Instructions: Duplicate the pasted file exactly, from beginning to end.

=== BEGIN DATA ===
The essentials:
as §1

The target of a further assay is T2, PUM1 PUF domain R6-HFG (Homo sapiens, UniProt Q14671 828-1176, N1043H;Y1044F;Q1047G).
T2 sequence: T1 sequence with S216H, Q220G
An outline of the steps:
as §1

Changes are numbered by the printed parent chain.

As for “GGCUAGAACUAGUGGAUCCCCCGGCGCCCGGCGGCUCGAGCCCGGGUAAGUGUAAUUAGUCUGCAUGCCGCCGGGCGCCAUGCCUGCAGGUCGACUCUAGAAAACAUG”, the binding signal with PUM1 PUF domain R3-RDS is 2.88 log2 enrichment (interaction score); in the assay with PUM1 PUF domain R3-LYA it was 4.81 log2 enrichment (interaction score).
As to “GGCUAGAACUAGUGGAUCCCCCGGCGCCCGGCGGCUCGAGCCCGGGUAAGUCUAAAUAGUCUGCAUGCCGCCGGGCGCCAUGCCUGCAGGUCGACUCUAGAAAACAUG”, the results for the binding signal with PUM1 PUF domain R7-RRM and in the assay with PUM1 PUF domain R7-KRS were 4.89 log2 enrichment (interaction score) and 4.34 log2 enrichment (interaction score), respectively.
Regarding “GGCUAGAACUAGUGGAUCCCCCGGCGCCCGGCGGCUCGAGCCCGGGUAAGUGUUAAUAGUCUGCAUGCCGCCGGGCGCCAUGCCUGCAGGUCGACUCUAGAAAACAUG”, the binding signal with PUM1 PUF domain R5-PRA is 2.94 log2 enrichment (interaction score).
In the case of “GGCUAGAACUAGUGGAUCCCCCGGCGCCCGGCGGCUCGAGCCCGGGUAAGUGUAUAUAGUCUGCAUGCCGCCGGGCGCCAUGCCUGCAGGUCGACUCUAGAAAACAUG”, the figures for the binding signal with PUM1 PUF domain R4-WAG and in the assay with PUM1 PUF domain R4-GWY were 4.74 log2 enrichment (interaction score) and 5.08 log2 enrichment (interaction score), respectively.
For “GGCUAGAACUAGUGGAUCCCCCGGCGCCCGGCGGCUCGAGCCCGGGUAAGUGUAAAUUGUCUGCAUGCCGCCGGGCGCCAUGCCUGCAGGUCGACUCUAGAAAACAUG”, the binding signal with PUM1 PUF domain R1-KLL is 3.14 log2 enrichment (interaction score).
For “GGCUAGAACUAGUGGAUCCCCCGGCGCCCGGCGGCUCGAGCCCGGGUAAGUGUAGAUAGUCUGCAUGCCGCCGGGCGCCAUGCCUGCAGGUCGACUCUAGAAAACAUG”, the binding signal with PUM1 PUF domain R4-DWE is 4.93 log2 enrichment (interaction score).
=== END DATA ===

The essentials:
as §1

The target of a further assay is T2, PUM1 PUF domain R6-HFG (Homo sapiens, UniProt Q14671 828-1176, N1043H;Y1044F;Q1047G).
T2 sequence: T1 sequence with S216H, Q220G
An outline of the steps:
as §1

Changes are numbered by the printed parent chain.

As for “GGCUAGAACUAGUGGAUCCCCCGGCGCCCGGCGGCUCGAGCCCGGGUAAGUGUAAUUAGUCUGCAUGCCGCCGGGCGCCAUGCCUGCAGGUCGACUCUAGAAAACAUG”, the binding signal with PUM1 PUF domain R3-RDS is 2.88 log2 enrichment (interaction score); in the assay with PUM1 PUF domain R3-LYA it was 4.81 log2 enrichment (interaction score).
As to “GGCUAGAACUAGUGGAUCCCCCGGCGCCCGGCGGCUCGAGCCCGGGUAAGUCUAAAUAGUCUGCAUGCCGCCGGGCGCCAUGCCUGCAGGUCGACUCUAGAAAACAUG”, the results for the binding signal with PUM1 PUF domain R7-RRM and in the assay with PUM1 PUF domain R7-KRS were 4.89 log2 enrichment (interaction score) and 4.34 log2 enrichment (interaction score), respectively.
Regarding “GGCUAGAACUAGUGGAUCCCCCGGCGCCCGGCGGCUCGAGCCCGGGUAAGUGUUAAUAGUCUGCAUGCCGCCGGGCGCCAUGCCUGCAGGUCGACUCUAGAAAACAUG”, the binding signal with PUM1 PUF domain R5-PRA is 2.94 log2 enrichment (interaction score).
In the case of “GGCUAGAACUAGUGGAUCCCCCGGCGCCCGGCGGCUCGAGCCCGGGUAAGUGUAUAUAGUCUGCAUGCCGCCGGGCGCCAUGCCUGCAGGUCGACUCUAGAAAACAUG”, the figures for the binding signal with PUM1 PUF domain R4-WAG and in the assay with PUM1 PUF domain R4-GWY were 4.74 log2 enrichment (interaction score) and 5.08 log2 enrichment (interaction score), respectively.
For “GGCUAGAACUAGUGGAUCCCCCGGCGCCCGGCGGCUCGAGCCCGGGUAAGUGUAAAUUGUCUGCAUGCCGCCGGGCGCCAUGCCUGCAGGUCGACUCUAGAAAACAUG”, the binding signal with PUM1 PUF domain R1-KLL is 3.14 log2 enrichment (interaction score).
For “GGCUAGAACUAGUGGAUCCCCCGGCGCCCGGCGGCUCGAGCCCGGGUAAGUGUAGAUAGUCUGCAUGCCGCCGGGCGCCAUGCCUGCAGGUCGACUCUAGAAAACAUG”, the binding signal with PUM1 PUF domain R4-DWE is 4.93 log2 enrichment (interaction score).